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Evoke Emotions To Help Students Learn

Posted by on in Teaching Strategies
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As the students were working on their bell ringer today (recalling radioactive decay equations), I stood in the middle of class and read the following to them:

He was the only person making his way into the city; he met hundreds and hundreds who were fleeing, and every one of them seemed to be hurt in some way. The eyebrows of some were burned off and skin hung from their faces and hands. Others, because of pain, held their arms up as if carrying something in both hands. Some were vomiting as they walked. Many were naked or in shreds of clothing. On some undressed bodies, the burns had made patterns—of undershirt straps and suspenders and, on the skin of some women (since white repelled the heat from the bomb and dark clothes absorbed it and conducted it to the skin), the shapes of flowers they had had on their kimonos. Many, although injured themselves, supported relatives who were worse off. Almost all had their heads bowed, looked straight ahead, were silent, and showed no expression whatsoever. - "Hiroshima" by John Hersey

Then, I showed them haunting imprints of people killed by the blast...

This was my prelude to starting the discussion on nuclear fission and fusion in chemistry today. And, while the images students undoubtedly saw in their minds upon hearing the above story were gruesome, my purpose was clear. I wanted to evoke strong emotions.

I am reading "Brain Rules" by John Medina, which I enjoy and highly recommend, as the guy is an incredible writer, in addition to being a college professor and a brain guru. I recently finished a chapter titled "Attention" in which Dr. Medina explains how to grab and hold students' focus throughout the lesson.

One of the strategies he uses in his college lectures is employing "hooks." A hook is an emotionally competent stimulus (ECS) or an event that triggers strong emotions. All learning has emotions associated with it, but the stronger they are the better encoded the information becomes. During an emotionally charged event, out brain releases dopamine, which helps information processing and improves memory formation.

Thus, the "Hiroshima" story I read was a hook. But it wasn't just emotionally charged. It was also relevant, which is another key ingredient to a successful hook. If the hook information is unrelated to the topic you're getting ready to discuss, it will not be effective.

Then I got to talking about the pros and cons of nuclear reactions (Hiroshima was hit with a fission bomb named "Little Boy") and gave examples of fission and fusion reactions. That took about 10 minutes followed by students completing and identifying nuclear equations in small groups.

Remember the magic number 10. It is the number of minutes you can hold an audience's attention before it spikes way down. So...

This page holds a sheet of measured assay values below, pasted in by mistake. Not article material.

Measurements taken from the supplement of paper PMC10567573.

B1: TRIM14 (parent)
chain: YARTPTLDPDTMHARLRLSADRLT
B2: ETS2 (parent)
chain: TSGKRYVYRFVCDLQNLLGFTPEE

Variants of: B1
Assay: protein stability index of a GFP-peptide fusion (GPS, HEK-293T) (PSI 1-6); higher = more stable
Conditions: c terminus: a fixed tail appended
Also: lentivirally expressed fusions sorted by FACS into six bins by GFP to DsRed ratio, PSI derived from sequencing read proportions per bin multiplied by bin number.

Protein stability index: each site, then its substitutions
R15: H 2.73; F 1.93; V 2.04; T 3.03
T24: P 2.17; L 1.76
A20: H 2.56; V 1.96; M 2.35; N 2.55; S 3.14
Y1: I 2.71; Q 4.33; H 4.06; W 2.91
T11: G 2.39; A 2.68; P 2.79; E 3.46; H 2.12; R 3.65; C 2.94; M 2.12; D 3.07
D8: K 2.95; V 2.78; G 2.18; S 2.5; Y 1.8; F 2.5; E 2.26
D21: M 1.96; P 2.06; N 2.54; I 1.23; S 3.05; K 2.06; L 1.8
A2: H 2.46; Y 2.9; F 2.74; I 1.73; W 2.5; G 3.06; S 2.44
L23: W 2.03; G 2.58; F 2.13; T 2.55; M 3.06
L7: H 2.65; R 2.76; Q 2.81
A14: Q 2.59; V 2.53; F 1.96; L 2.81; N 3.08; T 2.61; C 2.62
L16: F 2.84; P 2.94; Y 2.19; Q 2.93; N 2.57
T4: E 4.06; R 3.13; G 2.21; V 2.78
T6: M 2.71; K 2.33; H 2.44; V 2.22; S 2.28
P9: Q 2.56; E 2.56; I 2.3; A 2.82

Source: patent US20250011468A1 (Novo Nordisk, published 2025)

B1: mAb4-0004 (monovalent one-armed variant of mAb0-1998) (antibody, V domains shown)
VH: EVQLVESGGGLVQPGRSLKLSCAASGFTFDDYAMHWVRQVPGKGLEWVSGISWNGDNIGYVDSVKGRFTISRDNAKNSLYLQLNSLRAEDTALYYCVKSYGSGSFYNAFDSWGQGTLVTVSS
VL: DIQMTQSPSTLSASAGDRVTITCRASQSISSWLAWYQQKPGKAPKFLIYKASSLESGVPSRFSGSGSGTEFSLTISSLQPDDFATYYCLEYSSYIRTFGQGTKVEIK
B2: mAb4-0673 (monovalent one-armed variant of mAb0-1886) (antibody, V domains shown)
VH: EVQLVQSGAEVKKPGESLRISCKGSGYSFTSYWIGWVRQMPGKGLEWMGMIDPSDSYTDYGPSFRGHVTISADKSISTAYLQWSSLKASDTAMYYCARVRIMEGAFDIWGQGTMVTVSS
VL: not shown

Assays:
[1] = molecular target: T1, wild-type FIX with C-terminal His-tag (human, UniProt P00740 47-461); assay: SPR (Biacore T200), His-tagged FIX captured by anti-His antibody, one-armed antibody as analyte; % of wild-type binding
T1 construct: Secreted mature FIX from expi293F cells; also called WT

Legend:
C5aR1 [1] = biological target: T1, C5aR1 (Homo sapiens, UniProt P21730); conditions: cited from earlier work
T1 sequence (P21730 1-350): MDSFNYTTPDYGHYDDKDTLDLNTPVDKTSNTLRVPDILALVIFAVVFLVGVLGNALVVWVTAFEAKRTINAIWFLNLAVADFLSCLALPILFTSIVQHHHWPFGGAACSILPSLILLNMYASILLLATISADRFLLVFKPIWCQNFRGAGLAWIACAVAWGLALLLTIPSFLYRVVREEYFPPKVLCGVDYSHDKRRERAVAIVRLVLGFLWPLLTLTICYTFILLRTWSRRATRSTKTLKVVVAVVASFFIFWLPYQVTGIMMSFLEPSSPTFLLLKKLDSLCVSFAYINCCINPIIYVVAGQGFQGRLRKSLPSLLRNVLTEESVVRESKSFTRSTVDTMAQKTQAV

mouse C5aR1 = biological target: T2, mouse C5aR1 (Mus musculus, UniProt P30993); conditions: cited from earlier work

1. Grab your audience with a hook to evoke emotions.

2. Teach 1 big concept for 9 minutes. Explain the big idea. elaborate. Give examples.

3a. Have students apply the concept and teach each other.

3b. Have a new hook ready if you want to keep going for another 10 minutes. The hook gives your audience a much needed brain break and can be used to introduce the next big idea.

4. Repeat, and keep it to 3 (maybe 4) big concepts tops. Less is more.

Hey. Thanks for reading! What do you think about using emotions in the classroom? Leave a comment or Sign Up for my Newsletter and we'll learn together.

You Have The Power To Change The World. Use It Often.


Brain Rules: 12 Principles for Surviving and Thriving at Work, Home, and School by John Medina

Hiroshima By John Hersey

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Oskar is a Science, Engineering, and Learning How to Learn teacher and an author of the Crush School Book Series.

His professional interests are brain-based teaching and learning, flexible seating (#StarbucksMyRoom founder), social-emotional learning, social justice, and using technology to enhance learning.

He is also a fan of the Jedi order (and uses DA FORCE frequently), ninjas, and the superhero in all of us. He is on a Quest to Change the World because he can. We all can.

  • Gillian Judson @perfinker
    Gillian Judson @perfinker Tuesday, 27 September 2016

    HI Oskar. Love your post! (obviously) The one thing I'd like to say in response is the "hook" part--it infers that we don't need emotion ALL THE WAY THROUGH. Many people think about imagination that way. As the "hook"--before the "regular" part of learning is done. "Hooking" suggests a starting position rather than a culture/context of engagement. So, also given we want--as you say--to indicate that first "hit" to set learning in motion, what other metaphor might we use? I often teach about imaginative/EMOTIONAL engagement as the "Hug"--it surrounds, in envelopes...The strangle hold? LOL. Thoughts?
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  • Oskar Cymerman | @CrushSchoolSpy
    Oskar Cymerman | @CrushSchoolSpy Wednesday, 28 September 2016

    Thanks Gillian! I believe all learning is accompanied by emotions. Evoking strong emotions gives students a dopamine kick, which gets them off to a good start, but as teachers we do need to strive to make all learning memorable. Hopefully, the hook will lead to higher motivation and interest throughout the activity, as a good stimulus should.

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